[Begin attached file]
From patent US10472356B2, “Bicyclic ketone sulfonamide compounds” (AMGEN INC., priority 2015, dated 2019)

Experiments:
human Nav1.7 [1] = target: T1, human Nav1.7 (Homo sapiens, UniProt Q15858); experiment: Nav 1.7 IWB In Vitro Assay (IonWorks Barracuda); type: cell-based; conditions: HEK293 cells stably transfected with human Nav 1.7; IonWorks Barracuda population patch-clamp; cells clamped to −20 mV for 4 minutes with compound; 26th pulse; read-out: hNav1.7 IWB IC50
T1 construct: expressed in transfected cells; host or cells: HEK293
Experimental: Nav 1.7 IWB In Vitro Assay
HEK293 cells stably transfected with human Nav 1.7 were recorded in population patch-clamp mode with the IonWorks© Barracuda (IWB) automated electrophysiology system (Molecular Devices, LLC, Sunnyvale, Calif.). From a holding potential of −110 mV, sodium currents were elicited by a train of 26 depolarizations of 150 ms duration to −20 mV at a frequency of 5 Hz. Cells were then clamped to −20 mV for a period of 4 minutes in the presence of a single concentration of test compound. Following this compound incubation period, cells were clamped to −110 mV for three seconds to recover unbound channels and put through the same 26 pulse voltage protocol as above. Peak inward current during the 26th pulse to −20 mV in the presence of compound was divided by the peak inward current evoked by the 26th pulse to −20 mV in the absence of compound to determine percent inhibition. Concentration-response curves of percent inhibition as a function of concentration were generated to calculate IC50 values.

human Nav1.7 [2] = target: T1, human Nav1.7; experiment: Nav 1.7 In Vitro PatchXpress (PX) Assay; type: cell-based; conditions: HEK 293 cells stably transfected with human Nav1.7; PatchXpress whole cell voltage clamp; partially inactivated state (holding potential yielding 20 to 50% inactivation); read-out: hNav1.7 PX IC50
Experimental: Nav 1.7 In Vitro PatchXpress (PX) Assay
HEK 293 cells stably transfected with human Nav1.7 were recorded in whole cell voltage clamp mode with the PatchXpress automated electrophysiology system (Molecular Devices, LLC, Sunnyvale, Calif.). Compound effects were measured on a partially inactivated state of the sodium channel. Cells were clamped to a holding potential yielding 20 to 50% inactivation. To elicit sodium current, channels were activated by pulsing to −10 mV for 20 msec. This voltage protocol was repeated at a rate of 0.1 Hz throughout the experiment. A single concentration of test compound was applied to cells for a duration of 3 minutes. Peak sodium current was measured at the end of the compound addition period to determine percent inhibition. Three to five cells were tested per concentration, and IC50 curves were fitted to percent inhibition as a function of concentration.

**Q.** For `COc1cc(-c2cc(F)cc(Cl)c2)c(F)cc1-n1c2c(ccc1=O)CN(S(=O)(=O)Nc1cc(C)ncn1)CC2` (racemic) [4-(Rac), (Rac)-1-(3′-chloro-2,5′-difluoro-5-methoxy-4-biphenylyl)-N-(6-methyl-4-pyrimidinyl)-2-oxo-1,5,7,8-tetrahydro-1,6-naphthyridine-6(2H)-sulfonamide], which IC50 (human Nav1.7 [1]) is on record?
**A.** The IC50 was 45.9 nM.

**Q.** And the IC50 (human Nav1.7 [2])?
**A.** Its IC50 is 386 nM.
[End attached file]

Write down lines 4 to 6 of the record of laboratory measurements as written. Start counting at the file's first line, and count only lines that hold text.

T1 construct: expressed in transfected cells; host or cells: HEK293
Experimental: Nav 1.7 IWB In Vitro Assay
HEK293 cells stably transfected with human Nav 1.7 were recorded in population patch-clamp mode with the IonWorks© Barracuda (IWB) automated electrophysiology system (Molecular Devices, LLC, Sunnyvale, Calif.). From a holding potential of −110 mV, sodium currents were elicited by a train of 26 depolarizations of 150 ms duration to −20 mV at a frequency of 5 Hz. Cells were then clamped to −20 mV for a period of 4 minutes in the presence of a single concentration of test compound. Following this compound incubation period, cells were clamped to −110 mV for three seconds to recover unbound channels and put through the same 26 pulse voltage protocol as above. Peak inward current during the 26th pulse to −20 mV in the presence of compound was divided by the peak inward current evoked by the 26th pulse to −20 mV in the absence of compound to determine percent inhibition. Concentration-response curves of percent inhibition as a function of concentration were generated to calculate IC50 values.